I take a deep breath and let it out slowly; I didn\'t really intend to say that much. I don\'t think I knew it myself before I told him. My eyes open to find his far away, thinking of something I can\'t even begin to imagine.

    When he finally looks down at me, his face is a mask, “Go home, kid. I don\'t want to see you around here for the rest of the day.”

    I give him a little nod and shrug myself away from the wall, turning down the hall. Halfway down, I turn to find him still standing where I left him.

    “It\'s not too late,” I say, just loud enough for him to hear.

    He looks up at me, but I\'m already miles away. I don\'t look back as the doors to the building swing shut for a final time. I can almost hear the steady hum of machinery behind me.

  2. #2
    Cindy Kay

    Re: Reformatted reformatted reformatted


    I like what you're doing here. Feels like this kid and the dean are getting passed the typical student-teacher conversation, a little splash of reality outside the school doors.

    I'm assuming this scene's main purpose is to give us more understanding of who this kid is and why he's leaving. Think this is a nice touch. You feel the kid's distance from his peers and his teachers.

    I'd drastically trim that lecture the kid gives. Feels out of character for him to say so much. More powerful, I think, to just say, "I wanna be happy." He can think a good deal of the other stuff, but feels like a lecture to have him say it all.

    Also, consider, slowing down. Keep with the mood visuals you start with, the head against the cold tiles. This kid feels alienated from his world so keep reminding us of that in little decriptors. Maybe the hall is stuffy-hot. The overhead lights dim and buzzing. Give a brief visual on the dean. His pants a tad too short, orthopedic shoes. Maybe his keeps fiddling with the lock of hair that's supposed to cover his bald spot. Little descriptions that put us in mind of the percieved generational difference between these two.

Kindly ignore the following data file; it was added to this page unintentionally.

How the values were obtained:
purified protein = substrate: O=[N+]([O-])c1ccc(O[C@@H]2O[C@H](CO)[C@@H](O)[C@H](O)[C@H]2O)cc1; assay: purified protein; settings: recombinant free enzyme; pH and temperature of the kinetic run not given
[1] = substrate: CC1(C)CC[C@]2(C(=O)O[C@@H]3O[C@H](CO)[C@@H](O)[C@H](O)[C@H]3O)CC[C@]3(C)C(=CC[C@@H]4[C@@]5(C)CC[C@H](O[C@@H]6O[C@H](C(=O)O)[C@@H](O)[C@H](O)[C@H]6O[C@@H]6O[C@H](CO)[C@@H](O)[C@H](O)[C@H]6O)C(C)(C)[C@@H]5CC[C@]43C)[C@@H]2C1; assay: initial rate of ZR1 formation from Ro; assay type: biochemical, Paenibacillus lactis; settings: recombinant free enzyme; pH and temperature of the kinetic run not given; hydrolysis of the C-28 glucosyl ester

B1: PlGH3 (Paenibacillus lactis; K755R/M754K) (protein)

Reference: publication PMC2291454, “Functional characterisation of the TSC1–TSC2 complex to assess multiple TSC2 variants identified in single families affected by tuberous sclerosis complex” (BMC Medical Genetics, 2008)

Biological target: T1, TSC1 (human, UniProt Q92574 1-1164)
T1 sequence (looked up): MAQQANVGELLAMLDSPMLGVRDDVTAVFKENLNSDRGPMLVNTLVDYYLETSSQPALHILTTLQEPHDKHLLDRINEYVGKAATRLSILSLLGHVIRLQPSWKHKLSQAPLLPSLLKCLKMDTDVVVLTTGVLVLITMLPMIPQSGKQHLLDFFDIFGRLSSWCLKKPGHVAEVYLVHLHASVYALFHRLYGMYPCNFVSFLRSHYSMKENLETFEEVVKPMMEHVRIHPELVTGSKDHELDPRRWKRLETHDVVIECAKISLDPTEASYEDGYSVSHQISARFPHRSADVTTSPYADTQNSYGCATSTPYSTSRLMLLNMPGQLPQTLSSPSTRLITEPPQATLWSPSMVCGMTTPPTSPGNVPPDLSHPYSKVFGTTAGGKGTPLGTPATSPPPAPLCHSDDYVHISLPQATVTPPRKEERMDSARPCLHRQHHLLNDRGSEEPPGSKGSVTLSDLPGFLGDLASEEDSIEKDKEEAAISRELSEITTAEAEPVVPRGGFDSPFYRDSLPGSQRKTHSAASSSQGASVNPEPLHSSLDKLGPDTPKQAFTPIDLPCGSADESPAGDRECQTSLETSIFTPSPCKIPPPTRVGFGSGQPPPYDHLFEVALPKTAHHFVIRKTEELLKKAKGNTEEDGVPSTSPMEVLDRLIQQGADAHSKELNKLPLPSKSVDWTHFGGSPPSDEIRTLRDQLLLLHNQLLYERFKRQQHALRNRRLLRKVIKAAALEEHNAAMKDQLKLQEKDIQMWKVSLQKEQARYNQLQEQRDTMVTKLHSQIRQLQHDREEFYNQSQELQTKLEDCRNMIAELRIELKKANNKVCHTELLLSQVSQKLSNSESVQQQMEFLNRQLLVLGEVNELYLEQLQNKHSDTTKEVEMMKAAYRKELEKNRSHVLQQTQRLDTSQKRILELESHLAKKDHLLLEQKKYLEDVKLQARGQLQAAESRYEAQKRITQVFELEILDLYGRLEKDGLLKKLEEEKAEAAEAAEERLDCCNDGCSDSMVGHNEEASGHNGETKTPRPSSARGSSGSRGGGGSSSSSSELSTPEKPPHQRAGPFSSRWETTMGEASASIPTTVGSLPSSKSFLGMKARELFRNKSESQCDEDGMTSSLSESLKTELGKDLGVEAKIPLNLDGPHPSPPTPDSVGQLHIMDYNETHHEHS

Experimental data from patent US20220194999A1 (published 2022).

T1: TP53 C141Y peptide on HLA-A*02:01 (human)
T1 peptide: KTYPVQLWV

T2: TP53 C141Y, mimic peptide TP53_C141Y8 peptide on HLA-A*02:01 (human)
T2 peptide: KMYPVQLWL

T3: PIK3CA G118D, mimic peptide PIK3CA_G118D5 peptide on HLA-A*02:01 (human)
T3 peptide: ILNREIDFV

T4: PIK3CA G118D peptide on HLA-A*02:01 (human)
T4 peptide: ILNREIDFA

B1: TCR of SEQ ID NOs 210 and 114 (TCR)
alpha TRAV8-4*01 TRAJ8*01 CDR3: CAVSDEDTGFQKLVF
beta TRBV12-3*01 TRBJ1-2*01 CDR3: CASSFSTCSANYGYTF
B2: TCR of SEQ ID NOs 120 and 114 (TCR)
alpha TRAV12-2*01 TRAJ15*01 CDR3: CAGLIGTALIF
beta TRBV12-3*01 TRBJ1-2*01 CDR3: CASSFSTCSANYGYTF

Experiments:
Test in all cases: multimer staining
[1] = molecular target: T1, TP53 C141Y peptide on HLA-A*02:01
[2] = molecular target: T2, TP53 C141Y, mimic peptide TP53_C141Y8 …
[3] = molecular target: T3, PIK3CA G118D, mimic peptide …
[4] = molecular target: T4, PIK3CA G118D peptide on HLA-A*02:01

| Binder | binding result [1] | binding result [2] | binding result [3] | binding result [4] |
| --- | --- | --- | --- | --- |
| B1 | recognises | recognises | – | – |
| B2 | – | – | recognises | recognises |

Lastly, consider matching your sentence cadence more to the feel here. Bleak, hopeless. Trimming the fat can give more of that feel pretty easily.

    "I nod and shrug off the wall, turning down the hall. Halfway down, I turn. He's still standing where I left him.

    “It's not too late,” I say, just loud enough."

    Like I said before, be careful about too much editing at this stage. It's fine to pick up a few tricks and so forth as you go. (Learning to format dialog is a great one.) But keep making forward progress, too. Guard what you're good well as you work on your weaknesses. I've seen too many people's writing wither because they let editors sit on their shoulders too heavily. Remember writing is an iterative process. You can fix anything a any time.

  3. #3
    Conor Beaulieu

    Re: Reformatted reformatted reformatted

    Thanks, Cindy.

    The tips about fleshing out the dean are good, I'll go back over that.

    As for the kid talking too much, I kind of want to wean him into being this really well thought out speaker. Have him be really quiet with occasional outbursts of these poignant speeches that he didn't even know were in him, and teach him more about himself.

  4. #4
    Conor Beaulieu

    Re: Reformatted reformatted reformatted

    And I'm just doing this now because I have absolutely no time to sit down for any real writing sessions. Packing up everything I own and moving in 2 days.